By Katelyn Walley-Stoll, Farm Business Management Specialist with the SWNY Dairy, Livestock, and Field Crops Program
Summer just wouldn’t be the same without dripping ice cream cones, melted cheese on hamburgers, and a nice cold glass of milk with dinner. Milk is plentiful in our area thanks to our region’s dairy farmers that work tirelessly to provide safe, high-quality, low-cost dairy products for our families to enjoy. We’re especially enjoying dairy this month as we celebrate “June is Dairy Month” across the country.
In the Southwest New York region (encompassing Steuben, Chautauqua, Cattaraugus, Allegany, and Erie Counties) there are over 680 dairy farms. Those farms care for 75,000 dairy cows that produce enough milk to provide three servings of dairy to 2 million people every day. This milk travels from farms to local facilities where it is bottled into milk for schools and stores, made into blocks and slices of cheese, and cultured for products like yogurt and buttermilk.
An average 100 cow dairy farm will need about 2.5 employees to make everything run smoothly, including both family partners and full or part time paid employees. However, these are just the people employed by that particular farm. There are many hands at work on a dairy farm, including the services of others like veterinarians, nutritionists, milk haulers, hoof trimmers, consultants, and many more. So, although that specific farm might only have 2.5 people on their payroll, the impact a single dairy farm has on the job market is valuable.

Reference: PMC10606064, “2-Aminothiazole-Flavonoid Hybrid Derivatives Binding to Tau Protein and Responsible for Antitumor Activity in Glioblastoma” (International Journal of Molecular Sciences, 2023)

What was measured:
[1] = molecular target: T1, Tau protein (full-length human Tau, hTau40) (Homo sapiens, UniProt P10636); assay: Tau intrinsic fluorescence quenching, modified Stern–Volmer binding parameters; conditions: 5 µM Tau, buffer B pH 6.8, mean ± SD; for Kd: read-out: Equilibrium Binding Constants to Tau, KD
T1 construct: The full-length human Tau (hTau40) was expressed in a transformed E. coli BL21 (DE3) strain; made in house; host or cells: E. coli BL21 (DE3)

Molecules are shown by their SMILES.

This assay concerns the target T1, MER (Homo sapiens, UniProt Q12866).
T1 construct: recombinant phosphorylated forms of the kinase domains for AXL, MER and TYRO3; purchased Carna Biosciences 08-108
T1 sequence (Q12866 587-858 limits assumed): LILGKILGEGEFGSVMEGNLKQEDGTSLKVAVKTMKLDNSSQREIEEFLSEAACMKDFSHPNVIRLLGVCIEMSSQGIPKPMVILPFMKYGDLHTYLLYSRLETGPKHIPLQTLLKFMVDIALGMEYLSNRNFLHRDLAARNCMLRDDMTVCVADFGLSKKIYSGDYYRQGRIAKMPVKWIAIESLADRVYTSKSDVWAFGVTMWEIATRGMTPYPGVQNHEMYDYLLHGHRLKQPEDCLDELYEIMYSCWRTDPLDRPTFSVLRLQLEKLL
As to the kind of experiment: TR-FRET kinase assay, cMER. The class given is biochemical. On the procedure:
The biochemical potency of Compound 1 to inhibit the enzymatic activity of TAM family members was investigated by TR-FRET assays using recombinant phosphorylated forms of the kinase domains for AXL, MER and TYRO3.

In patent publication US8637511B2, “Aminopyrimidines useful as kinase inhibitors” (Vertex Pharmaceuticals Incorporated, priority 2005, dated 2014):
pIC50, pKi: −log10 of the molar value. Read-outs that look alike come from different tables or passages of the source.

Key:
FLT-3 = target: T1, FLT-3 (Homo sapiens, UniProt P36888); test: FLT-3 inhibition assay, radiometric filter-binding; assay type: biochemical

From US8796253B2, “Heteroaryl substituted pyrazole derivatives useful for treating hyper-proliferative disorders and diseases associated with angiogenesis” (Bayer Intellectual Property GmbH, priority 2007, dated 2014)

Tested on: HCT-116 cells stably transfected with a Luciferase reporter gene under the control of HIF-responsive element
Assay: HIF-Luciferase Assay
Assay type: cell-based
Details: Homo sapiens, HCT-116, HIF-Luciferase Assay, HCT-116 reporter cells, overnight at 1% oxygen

A single 100 cow dairy farm could have as much as a $2.78 million dollar economic effect in the region and create 29 direct and indirect jobs. It takes a lot of moving pieces to take a raw product like milk and turn it into goods we can purchase and enjoy. These moving pieces provide jobs, economic activity, and a supply chain whose utmost priority is safety and quality.
When it comes to the environment, dairy farms work as stewards to protect our rural landscape in a sustainable manner. Dairy farms must meet certain state and federal requirements for manure storage and handling by following detailed nutrient management plans. These efforts help to protect local waterways and conserve soil. Some dairy farms even have systems in place that use a methane digester to take waste and generate electricity that powers the farm and their surrounding community. Farms also use their cattle’s waste as a natural fertilizer to return critical nutrients like nitrogen, phosphorus, and potassium to the soil.
Let’s not forget about the end product – milk. Milk is a low-cost way to access high quality nutrition. One serving of milk contains 8 grams of protein along with calcium, vitamins A, B2 & B12, and D; potassium, phosphorus, selenium, zinc, omega 3’s, and more. Drinking milk is associated with lower incidences of osteoporosis and age-related muscle loss, and increased physical performance.
This June we celebrate our community’s dairy farmers that care for cows, the environment, and provide healthy and safe products that we can all use to feed ourselves and our families! Support your local dairy farmer by choosing real milk at the grocery store, requesting an extra slice of cheese on your sandwich, and driving carefully behind tractors and other slow-moving vehicles this season.
For more information about Cornell Cooperative Extension, contact your county’s Association Executive Director. Allegany County – Laura Hunsberger, firstname.lastname@example.org or 585-268-7644. Cattaraugus County – Dick Rivers, email@example.com or 716-699-2377. Chautauqua County – Emily Reynolds, firstname.lastname@example.org or 716-664-9502. Erie County – Diane Held, email@example.com or 716-652-5400. Steuben County – Tess McKinley, firstname.lastname@example.org, or 607-664-2301.